Choreographer: Michael Flatley
Reviewer: Bethaney Rimmer
“If you believe in yourself and you are willing to work hard, then nothing is impossible” – a quote from Michael Flatley himself, who has indeed achieved incredible things. The original Lord of the Dance debuted in 1996 and has maintained its enormous popularity for almost twenty-one years, selling out arenas from Tokyo to Texas, Mexico to Moscow. “We didn’t come this far to finish second”, booms Michael’s voice at the beginning of the show – while extremely entertaining and performed by an exceptional cast, this current rendition, unfortunately, does come a close second behind the original.
Lord of the Dance: Dangerous Games has a very simple story of good versus evil. After an endearing projection of Flatley with his young son, we are taken into the dream of a Little Spirit (Jess Judge); the Lord of the Dance (James Keegan) represents good, but he is constantly antagonised by the Dark Lord (Tom Cunningham) and his disciples, and tempted by Morrighan the Seductress (Andrea Kren) despite being in love with Saoirse (Nikita Cassidy). The question remains, will the Little Spirit’s dream turn into a nightmare, and will good triumph in the end?
It is an extremely difficult task to take on the role of the Lord, which was originated by Flatley, and to live up to those expectations. Some would say it is impossible. When Flatley was on stage he had a rare commanding presence, he charmed the audience in seconds, and the speed of his footwork was unbelievable. There’s no denying that Keegan is a very impressive dancer – his movements are sharp, crisp, and strong – but it takes until the second half for that stage presence to fully show itself. Even though he is the lead, in group numbers your eyes are not necessarily drawn to him.
The same could be said for Cassidy; while she is a beautiful dancer, light on her feet and graceful, she doesn’t necessarily stand out from the rest of the female cast. Indeed, the all-female group routines do become a bit repetitive: apart from one number which allows them to let their hair down, their dances are all pretty, dainty, and focused on making nice patterns on the stage, and it feels like these girls have more to offer, but the choreography doesn’t give them the chance.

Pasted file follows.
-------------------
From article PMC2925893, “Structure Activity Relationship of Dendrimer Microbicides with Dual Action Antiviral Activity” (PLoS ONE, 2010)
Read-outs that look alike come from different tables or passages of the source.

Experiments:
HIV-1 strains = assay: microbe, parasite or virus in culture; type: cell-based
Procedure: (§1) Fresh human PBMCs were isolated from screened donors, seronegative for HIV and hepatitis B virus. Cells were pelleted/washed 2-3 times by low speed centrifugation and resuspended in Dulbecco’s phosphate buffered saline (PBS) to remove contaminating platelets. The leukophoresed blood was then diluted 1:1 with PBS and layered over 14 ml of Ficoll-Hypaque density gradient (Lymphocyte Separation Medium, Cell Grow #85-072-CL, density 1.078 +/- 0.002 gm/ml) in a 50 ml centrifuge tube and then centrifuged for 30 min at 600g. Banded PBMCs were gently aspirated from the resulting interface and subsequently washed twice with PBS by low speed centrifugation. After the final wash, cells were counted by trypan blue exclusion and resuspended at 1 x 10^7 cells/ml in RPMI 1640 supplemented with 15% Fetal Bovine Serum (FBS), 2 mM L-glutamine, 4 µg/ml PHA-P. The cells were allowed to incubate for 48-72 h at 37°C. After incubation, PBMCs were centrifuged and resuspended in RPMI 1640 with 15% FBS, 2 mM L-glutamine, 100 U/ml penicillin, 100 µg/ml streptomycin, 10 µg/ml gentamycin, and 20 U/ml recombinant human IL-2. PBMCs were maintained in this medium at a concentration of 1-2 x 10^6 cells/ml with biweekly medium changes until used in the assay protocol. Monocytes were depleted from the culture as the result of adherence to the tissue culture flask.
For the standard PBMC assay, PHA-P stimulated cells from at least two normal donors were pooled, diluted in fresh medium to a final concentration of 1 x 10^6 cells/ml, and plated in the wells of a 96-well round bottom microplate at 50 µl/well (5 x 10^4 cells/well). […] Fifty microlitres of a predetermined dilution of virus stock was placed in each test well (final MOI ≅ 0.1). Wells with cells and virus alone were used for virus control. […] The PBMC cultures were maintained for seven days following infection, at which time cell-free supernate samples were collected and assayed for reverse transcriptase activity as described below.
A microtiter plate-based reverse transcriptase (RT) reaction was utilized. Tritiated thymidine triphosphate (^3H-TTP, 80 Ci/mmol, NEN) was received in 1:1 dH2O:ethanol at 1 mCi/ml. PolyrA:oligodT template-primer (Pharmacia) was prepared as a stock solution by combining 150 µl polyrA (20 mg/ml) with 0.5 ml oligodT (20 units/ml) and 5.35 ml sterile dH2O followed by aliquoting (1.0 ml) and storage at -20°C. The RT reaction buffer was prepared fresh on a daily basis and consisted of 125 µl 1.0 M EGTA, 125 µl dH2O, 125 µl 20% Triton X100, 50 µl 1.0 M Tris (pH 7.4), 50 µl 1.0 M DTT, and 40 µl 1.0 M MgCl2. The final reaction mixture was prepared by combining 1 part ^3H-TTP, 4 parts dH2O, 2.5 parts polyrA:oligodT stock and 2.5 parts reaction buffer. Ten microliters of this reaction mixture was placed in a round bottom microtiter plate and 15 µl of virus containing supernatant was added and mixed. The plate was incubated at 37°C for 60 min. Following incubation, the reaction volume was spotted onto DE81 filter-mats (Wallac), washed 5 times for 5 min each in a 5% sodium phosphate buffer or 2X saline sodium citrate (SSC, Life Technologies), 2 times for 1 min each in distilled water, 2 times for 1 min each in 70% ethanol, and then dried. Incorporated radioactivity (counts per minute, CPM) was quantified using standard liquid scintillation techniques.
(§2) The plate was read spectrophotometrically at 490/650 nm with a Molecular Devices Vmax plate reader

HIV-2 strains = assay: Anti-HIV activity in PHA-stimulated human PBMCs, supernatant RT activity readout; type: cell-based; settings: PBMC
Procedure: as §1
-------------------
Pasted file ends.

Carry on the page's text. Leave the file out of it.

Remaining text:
It is the villains that steal the show, led by Cunningham. Their introductory routine is by far the most powerful and exciting of the first half. Another notable moment is when they are taunting the little spirit and trying to steal her magical flute – Judge demonstrates her impressive acrobatic skills and this is an improvement on the same scene from the original production.
The show is most mesmerising when the cast comes all together and dance to the titular tune. You will probably never see such precise, immaculate footwork from any other dance show, and the energy coming from the stage is awe inspiring.
The music in this show, composed by Gerard Fahy, is uplifting and the two fiddle players (Giada Costenaro Cunningham &Nicole Lonergan) bring so much joy to the stage. They should be commended also for all the dancing they do in heels, and not once does their energy waver.
The production is accompanied by bright and colourful graphics and projections, and occasional pyrotechnics. While they do add some excitement to the show, the best projection is perhaps the simplest one that appears at the end of the second half. Without giving too much away, fans of the original Lord will really enjoy this one.
Flatley’s shows are famous for their high production values and in that respect, this show will not let you down. The dancers are all talented and clearly love what they are doing. Dangerous Games just lacks some of the magic of the original Lord of the Dance – perhaps this can only come in the form of Flatley himself, so maybe it’s time now for a whole new show to let these dancers create their own legacy.
Runs until 26 January 2017 | Image: Contributed